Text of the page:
Stacks and queues are both lists. But they have different and stricter rules. This article will discuss stacks and queues. First, there will be a stack implementation and then a queue with stacks.
Stacks are lists with the last-in-first-out (LIFO) rules. The element that goes in last, goes out first.
You might think about what can be the use of that. One good example is the undo operation in the editor. When we ‘undo’, it reverses the last operation. A compiler checks the matching parenthesis using a stack. Here is the functionality required for the stack:
- Initialization of an empty list.
- Adding the elements to the list.
- Popping out the elements from the list.
- Check if the list is empty.
- Determine the top element of the list.
- Get the list.
Python Implementation of the functionality above:
self.elements = def push(self, element):
return self.elements.pop()def is_empty(self):
return self.elements == def peek():
if not self.elements.is_empty():
return self.elements[-1]def get_elements(self):
A queue is also a list or a container. It follows first-in-first-out(FIFO) rule. A good example is a line in a grocery shop. A person who comes in the line first gets the chance to pay and leave first. When a new person wants to be in the line, s/he has to go in the back of the line. The queue has two operations. Enqueue and dequeue. Where enqueue means to add the elements in the list or container. Dequeue means to remove an element from the bottom of the list.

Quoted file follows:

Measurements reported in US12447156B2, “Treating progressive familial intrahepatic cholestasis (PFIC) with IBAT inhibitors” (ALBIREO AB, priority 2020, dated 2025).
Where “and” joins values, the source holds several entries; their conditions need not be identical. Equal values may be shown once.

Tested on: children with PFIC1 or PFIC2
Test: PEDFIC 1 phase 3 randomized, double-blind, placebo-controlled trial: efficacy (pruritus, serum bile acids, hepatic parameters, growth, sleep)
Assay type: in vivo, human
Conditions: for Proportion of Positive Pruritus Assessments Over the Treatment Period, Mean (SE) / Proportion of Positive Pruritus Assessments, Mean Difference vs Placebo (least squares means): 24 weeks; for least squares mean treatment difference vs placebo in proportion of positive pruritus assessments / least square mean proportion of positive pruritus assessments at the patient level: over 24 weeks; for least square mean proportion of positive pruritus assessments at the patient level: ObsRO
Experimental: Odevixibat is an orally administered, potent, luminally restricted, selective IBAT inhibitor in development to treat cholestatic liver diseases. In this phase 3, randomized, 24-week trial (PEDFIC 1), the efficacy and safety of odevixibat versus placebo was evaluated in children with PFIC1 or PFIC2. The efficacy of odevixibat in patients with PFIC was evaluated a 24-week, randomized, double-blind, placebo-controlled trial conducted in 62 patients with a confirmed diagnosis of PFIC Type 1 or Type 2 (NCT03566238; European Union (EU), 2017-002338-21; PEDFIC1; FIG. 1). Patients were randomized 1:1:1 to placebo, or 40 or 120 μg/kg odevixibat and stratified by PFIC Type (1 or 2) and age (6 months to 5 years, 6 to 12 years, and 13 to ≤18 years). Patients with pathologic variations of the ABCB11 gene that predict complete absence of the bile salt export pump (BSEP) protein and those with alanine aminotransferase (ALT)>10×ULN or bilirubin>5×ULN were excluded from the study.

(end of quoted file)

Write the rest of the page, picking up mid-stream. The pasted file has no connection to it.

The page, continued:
Here is the picture that clearly shows the difference between stack and queue:
We can implement a queue using two stacks.
- Enqueue the elements in stack1.
- Dequeue can be tricky. Because stack removes an element from the top. But queue removes an element from the bottom. We need to pop all the elements from stack1 and keep adding them in the stack2. So, the bottom element of the stack1 will be the top element of stack2. Now if we pop an element from the stack2, we popped the bottom element of stack1. So, that’s our dequeue operation. After the operation is done, we should put the elements back in the stack1 again. Here is how the code looks like:
self.stack_1 = Stack()
self.stack_2 = Stack()def enqueue(self, item):
if not self.stack_1.is_empty():
while self.stack_1.size()> 0:
res = self.stack_2.pop()
I wanted to share this because it is a good practice material who is learning algorithm and data structure.
Here is an article on some problem solving using the sorting algorithm: